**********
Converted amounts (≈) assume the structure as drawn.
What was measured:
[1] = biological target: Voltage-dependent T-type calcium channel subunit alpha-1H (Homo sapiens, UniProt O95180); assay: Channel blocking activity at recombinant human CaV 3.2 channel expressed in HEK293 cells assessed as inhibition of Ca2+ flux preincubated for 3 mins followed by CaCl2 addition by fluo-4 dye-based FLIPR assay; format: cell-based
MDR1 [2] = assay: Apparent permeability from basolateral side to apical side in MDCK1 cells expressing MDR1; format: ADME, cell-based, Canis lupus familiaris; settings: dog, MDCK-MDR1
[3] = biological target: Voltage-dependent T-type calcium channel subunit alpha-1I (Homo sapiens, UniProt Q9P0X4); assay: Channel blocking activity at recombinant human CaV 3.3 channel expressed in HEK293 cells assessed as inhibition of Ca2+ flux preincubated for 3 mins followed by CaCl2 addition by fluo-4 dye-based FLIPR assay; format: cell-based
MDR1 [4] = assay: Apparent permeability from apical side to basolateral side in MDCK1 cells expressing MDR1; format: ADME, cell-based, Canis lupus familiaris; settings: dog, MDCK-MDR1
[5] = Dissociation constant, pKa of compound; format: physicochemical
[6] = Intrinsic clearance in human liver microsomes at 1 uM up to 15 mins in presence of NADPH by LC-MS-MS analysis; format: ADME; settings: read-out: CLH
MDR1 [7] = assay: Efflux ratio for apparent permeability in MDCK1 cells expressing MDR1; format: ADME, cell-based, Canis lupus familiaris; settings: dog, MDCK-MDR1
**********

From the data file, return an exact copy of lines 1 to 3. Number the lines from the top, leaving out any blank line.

Converted amounts (≈) assume the structure as drawn.
What was measured:
[1] = biological target: Voltage-dependent T-type calcium channel subunit alpha-1H (Homo sapiens, UniProt O95180); assay: Channel blocking activity at recombinant human CaV 3.2 channel expressed in HEK293 cells assessed as inhibition of Ca2+ flux preincubated for 3 mins followed by CaCl2 addition by fluo-4 dye-based FLIPR assay; format: cell-based